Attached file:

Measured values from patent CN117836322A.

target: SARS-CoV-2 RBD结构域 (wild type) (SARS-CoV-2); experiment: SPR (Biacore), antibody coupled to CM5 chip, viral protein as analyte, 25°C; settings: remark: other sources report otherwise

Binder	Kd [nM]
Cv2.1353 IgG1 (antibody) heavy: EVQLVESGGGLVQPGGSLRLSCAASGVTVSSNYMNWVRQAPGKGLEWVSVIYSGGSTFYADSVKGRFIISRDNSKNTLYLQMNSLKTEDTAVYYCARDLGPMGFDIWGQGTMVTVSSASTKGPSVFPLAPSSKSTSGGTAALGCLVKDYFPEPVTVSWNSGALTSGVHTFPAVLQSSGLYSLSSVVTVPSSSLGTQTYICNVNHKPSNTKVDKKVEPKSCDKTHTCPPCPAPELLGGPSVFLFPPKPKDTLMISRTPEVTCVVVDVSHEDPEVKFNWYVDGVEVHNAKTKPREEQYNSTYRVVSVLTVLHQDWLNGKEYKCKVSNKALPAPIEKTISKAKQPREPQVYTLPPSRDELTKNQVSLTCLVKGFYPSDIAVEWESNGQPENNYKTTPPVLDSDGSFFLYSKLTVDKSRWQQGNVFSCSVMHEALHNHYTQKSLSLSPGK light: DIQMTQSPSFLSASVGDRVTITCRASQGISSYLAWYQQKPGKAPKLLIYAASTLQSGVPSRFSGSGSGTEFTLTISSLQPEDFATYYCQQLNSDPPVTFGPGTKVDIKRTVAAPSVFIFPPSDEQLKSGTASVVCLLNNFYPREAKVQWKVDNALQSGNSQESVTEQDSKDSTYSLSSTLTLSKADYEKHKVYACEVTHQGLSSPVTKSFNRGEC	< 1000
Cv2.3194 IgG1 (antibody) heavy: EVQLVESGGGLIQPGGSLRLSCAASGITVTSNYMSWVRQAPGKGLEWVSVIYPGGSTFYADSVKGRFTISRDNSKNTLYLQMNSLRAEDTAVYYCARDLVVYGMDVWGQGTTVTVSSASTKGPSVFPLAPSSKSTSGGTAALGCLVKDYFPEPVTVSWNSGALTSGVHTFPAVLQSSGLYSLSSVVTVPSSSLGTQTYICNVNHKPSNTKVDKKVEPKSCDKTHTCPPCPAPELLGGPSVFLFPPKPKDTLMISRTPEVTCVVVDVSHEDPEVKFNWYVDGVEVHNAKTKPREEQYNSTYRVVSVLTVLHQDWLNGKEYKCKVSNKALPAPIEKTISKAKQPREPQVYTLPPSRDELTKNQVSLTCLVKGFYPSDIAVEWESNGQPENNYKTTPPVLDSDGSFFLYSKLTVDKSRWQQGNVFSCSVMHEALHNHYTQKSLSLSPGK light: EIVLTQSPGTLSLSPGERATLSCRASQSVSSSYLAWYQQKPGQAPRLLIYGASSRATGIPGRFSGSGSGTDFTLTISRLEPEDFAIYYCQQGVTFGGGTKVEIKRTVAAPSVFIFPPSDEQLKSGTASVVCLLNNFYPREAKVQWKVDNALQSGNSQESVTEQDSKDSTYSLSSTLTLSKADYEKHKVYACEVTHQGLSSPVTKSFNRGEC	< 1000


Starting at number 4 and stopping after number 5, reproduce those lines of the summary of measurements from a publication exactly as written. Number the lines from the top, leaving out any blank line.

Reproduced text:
Cv2.1353 IgG1 (antibody) heavy: EVQLVESGGGLVQPGGSLRLSCAASGVTVSSNYMNWVRQAPGKGLEWVSVIYSGGSTFYADSVKGRFIISRDNSKNTLYLQMNSLKTEDTAVYYCARDLGPMGFDIWGQGTMVTVSSASTKGPSVFPLAPSSKSTSGGTAALGCLVKDYFPEPVTVSWNSGALTSGVHTFPAVLQSSGLYSLSSVVTVPSSSLGTQTYICNVNHKPSNTKVDKKVEPKSCDKTHTCPPCPAPELLGGPSVFLFPPKPKDTLMISRTPEVTCVVVDVSHEDPEVKFNWYVDGVEVHNAKTKPREEQYNSTYRVVSVLTVLHQDWLNGKEYKCKVSNKALPAPIEKTISKAKQPREPQVYTLPPSRDELTKNQVSLTCLVKGFYPSDIAVEWESNGQPENNYKTTPPVLDSDGSFFLYSKLTVDKSRWQQGNVFSCSVMHEALHNHYTQKSLSLSPGK light: DIQMTQSPSFLSASVGDRVTITCRASQGISSYLAWYQQKPGKAPKLLIYAASTLQSGVPSRFSGSGSGTEFTLTISSLQPEDFATYYCQQLNSDPPVTFGPGTKVDIKRTVAAPSVFIFPPSDEQLKSGTASVVCLLNNFYPREAKVQWKVDNALQSGNSQESVTEQDSKDSTYSLSSTLTLSKADYEKHKVYACEVTHQGLSSPVTKSFNRGEC	< 1000
Cv2.3194 IgG1 (antibody) heavy: EVQLVESGGGLIQPGGSLRLSCAASGITVTSNYMSWVRQAPGKGLEWVSVIYPGGSTFYADSVKGRFTISRDNSKNTLYLQMNSLRAEDTAVYYCARDLVVYGMDVWGQGTTVTVSSASTKGPSVFPLAPSSKSTSGGTAALGCLVKDYFPEPVTVSWNSGALTSGVHTFPAVLQSSGLYSLSSVVTVPSSSLGTQTYICNVNHKPSNTKVDKKVEPKSCDKTHTCPPCPAPELLGGPSVFLFPPKPKDTLMISRTPEVTCVVVDVSHEDPEVKFNWYVDGVEVHNAKTKPREEQYNSTYRVVSVLTVLHQDWLNGKEYKCKVSNKALPAPIEKTISKAKQPREPQVYTLPPSRDELTKNQVSLTCLVKGFYPSDIAVEWESNGQPENNYKTTPPVLDSDGSFFLYSKLTVDKSRWQQGNVFSCSVMHEALHNHYTQKSLSLSPGK light: EIVLTQSPGTLSLSPGERATLSCRASQSVSSSYLAWYQQKPGQAPRLLIYGASSRATGIPGRFSGSGSGTDFTLTISRLEPEDFAIYYCQQGVTFGGGTKVEIKRTVAAPSVFIFPPSDEQLKSGTASVVCLLNNFYPREAKVQWKVDNALQSGNSQESVTEQDSKDSTYSLSSTLTLSKADYEKHKVYACEVTHQGLSSPVTKSFNRGEC	< 1000